Preemies' Thinking Skills May Catch Up by Adolescence
TUESDAY, Aug. 12, 2014 (HealthDay News) -- A new Australian study offers some potentially reassuring news to parents of preemies who are worried about their child's intellectual development: By adolescence, many of these infants appear to catch up to classmates who weren't born early.
But some U.S. experts said the findings may be overly optimistic because only the healthiest premature babies were studied.
Premature infants are born more than three weeks before their due date, but brain volume typically doubles in those final weeks before birth, explained Dr. Deborah Campbell, chief of neonatology at Children's Hospital at Montefiore in New York City. "There is tremendous growth and activity in that last month," she said.
Without that time in the womb for the brain to develop normally, preemies can experience a wide range of issues, including thinking and memory problems. "Fifty percent of preemies will have learning problems," said Campbell.
The Australian researchers found the strongest predictors of thinking ability in teenagers who were born prematurely seemed to be a combination of factors that occurred both before and after birth, most particularly birth weight, height and socioeconomic level at the time of birth.
Of those factors, early nutrition and enrichment through physical and intellectual stimulation in the home environment are likely to have key roles, the study authors concluded. The research was published recently in The Journal of Pediatrics.
For the study, Luke Schneider and colleagues at the University of Adelaide looked at 145 adolescents who were born prematurely: 78 boys and 67 girls. Gestational age -- which is normally 40 to 42 weeks -- ranged from 25 to 41 weeks. None of the participants had abnormal brain ultrasounds at birth, any genetic or chromosomal disorder or known syndrome, or any physical or intellectual disability that would interfere with their ability to follow directions.
Data related to gestational age at birth, each teenager's birth weight and current height and weight, birth head circumference and socioeconomic level (based on their address at birth and parents' occupation, employment and income) were also collected. The thinking abilities of the teenagers were then assessed using standard tests.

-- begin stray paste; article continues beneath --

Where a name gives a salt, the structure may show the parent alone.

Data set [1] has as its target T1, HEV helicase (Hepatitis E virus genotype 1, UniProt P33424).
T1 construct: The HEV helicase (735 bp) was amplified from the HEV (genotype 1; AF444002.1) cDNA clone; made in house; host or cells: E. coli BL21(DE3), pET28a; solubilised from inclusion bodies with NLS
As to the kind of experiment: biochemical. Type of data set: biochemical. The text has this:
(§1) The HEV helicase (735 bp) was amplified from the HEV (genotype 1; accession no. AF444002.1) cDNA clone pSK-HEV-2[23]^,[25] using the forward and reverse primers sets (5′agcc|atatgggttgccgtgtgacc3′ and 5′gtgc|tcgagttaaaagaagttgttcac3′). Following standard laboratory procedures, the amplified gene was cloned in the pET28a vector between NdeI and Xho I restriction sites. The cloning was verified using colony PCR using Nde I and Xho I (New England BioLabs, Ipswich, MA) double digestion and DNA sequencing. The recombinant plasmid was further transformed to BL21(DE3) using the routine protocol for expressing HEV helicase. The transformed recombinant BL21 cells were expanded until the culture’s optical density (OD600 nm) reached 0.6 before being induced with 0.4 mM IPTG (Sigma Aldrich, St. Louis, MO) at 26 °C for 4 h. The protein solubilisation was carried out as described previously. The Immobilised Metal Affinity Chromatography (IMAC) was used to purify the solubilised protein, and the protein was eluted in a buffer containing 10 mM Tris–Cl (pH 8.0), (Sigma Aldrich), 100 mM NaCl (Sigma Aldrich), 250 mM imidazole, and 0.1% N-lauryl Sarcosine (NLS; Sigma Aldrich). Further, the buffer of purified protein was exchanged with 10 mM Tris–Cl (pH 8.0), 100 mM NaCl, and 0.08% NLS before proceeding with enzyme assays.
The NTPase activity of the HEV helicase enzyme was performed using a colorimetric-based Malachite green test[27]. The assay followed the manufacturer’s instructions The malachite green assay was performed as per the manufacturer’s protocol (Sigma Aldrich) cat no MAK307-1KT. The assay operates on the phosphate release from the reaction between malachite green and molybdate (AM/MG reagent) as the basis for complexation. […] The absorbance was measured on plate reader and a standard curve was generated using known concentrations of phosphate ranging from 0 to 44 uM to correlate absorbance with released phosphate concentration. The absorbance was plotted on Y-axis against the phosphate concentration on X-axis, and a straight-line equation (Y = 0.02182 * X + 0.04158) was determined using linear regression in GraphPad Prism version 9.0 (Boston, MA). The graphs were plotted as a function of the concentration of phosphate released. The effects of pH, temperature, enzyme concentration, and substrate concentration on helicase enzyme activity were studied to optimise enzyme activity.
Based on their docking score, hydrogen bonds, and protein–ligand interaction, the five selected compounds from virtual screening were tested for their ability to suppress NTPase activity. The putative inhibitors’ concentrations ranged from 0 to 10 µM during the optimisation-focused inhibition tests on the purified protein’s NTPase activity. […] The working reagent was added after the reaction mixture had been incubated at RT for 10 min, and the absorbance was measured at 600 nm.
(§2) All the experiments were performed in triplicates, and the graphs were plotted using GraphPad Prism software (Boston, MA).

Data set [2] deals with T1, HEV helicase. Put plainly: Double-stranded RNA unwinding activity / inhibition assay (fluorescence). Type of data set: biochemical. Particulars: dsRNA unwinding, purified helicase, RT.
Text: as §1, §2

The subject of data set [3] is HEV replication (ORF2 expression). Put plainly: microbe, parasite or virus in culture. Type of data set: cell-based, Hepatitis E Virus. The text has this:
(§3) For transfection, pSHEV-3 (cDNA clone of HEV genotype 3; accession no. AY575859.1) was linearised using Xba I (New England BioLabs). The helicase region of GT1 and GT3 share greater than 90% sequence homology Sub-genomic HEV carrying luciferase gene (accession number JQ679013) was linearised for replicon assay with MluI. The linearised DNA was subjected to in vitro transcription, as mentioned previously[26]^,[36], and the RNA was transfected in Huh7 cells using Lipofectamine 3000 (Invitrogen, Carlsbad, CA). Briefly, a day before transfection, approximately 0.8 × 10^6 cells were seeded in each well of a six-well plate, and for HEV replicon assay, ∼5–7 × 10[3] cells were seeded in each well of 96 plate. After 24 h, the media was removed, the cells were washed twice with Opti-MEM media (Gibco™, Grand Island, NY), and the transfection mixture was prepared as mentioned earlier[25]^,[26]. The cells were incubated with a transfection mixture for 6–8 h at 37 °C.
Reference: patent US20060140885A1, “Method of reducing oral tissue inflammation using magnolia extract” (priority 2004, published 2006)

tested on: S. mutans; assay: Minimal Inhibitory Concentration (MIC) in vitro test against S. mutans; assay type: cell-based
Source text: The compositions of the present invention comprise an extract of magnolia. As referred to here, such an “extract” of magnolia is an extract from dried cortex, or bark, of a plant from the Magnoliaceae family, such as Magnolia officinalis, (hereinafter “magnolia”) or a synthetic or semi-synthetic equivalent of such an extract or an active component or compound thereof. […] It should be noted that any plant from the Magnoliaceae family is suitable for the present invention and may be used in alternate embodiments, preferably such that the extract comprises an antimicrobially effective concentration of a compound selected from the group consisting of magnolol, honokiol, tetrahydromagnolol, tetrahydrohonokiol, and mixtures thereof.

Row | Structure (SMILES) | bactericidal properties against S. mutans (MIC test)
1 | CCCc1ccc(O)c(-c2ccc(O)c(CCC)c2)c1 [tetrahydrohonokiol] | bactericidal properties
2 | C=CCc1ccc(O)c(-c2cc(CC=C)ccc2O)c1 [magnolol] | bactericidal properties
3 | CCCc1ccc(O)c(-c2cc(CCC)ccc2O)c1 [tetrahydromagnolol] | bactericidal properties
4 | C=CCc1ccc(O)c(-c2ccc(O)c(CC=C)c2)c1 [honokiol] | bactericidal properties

The researchers noted that the only extremely preterm children who were included in the study were those with good fetal growth at the time of their birth. As a result, they said that the sample may not be representative of all preterm children, only the most neurologically normal.
One expert agreed that the research may not reflect the full spectrum of preemies.
"This is an abnormally rosy picture of preterm birth," said Dr. Catherine Herway, an assistant director of maternal-fetal medicine at Staten Island University Hospital, in New York City.
Herway added that she was concerned that research suggesting that problems of prematurity may be resolved by adolescence may fuel a current trend where women are asking that their babies be delivered a couple of weeks before their due date.
"The number one reason is that women are tired of being pregnant, don't like their swollen feet or the back pain, and I don't blame them. But it's a choice of putting up with the discomfort for the lifelong health of your child," Herway said.
Neither Campbell nor Herway were involved in the study.
Campbell encouraged parents of preemies to monitor their children's development and make sure they are meeting the appropriate milestones. "It's not about money," she said. "Anyone can create different developmental stimuli, can talk to their children and introduce them to the world."
Yet, even with careful parental support, prematurity is a lifelong health risk, said Campbell. Adults who were preemies may have a higher risk of upper respiratory issues and metabolic syndrome, a combination of physiological abnormalities that increase the risk of cardiovascular disease and type 2 diabetes, she explained.
Adults who were preemies can also experience thinking challenges. On average, intellectual potential will be slightly diminished, Campbell explained. "If your genetic potential was supposed to be an IQ of 120, it would be about 110, depending on how little you were when you were born and how sick you were," she said.
Herway said more studies are needed to better understand the long-term outcomes of prematurity.
"Sometimes we see kids born at 26 weeks and they're totally normal," Herway said. "It's multi-factorial and we really don't understand it."
Learn more about prematurity from the U.S. National Library of Medicine.
SOURCES: Deborah Campbell, M.D., professor, clinical pediatrics, Albert Einstein College of Medicine, and chief, division of neonatology, Children's Hospital at Montefiore, New York City; Catherine Herway, M.D., assistant director, maternal-fetal medicine, Staten Island University Hospital, New York City; July 2014, The Journal of Pediatrics